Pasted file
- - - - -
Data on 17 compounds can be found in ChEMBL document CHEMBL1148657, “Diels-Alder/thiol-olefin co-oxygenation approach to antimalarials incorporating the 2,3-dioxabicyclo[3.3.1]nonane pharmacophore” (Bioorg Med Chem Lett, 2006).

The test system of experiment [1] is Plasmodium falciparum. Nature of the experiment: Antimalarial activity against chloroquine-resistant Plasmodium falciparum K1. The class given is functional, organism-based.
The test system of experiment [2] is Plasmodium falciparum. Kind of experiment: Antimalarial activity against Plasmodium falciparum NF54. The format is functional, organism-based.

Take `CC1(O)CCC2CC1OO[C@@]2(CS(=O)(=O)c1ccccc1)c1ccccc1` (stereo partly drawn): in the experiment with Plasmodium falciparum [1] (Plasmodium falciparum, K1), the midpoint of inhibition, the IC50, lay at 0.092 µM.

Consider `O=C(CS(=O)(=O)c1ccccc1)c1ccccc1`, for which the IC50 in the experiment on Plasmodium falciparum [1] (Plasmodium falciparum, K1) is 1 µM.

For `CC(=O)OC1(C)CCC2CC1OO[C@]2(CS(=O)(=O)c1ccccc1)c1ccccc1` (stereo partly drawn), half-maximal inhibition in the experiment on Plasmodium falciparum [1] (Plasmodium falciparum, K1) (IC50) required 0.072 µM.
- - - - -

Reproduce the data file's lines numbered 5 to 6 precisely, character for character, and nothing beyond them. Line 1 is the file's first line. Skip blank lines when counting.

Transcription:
Consider `O=C(CS(=O)(=O)c1ccccc1)c1ccccc1`, for which the IC50 in the experiment on Plasmodium falciparum [1] (Plasmodium falciparum, K1) is 1 µM.

For `CC(=O)OC1(C)CCC2CC1OO[C@]2(CS(=O)(=O)c1ccccc1)c1ccccc1` (stereo partly drawn), half-maximal inhibition in the experiment on Plasmodium falciparum [1] (Plasmodium falciparum, K1) (IC50) required 0.072 µM.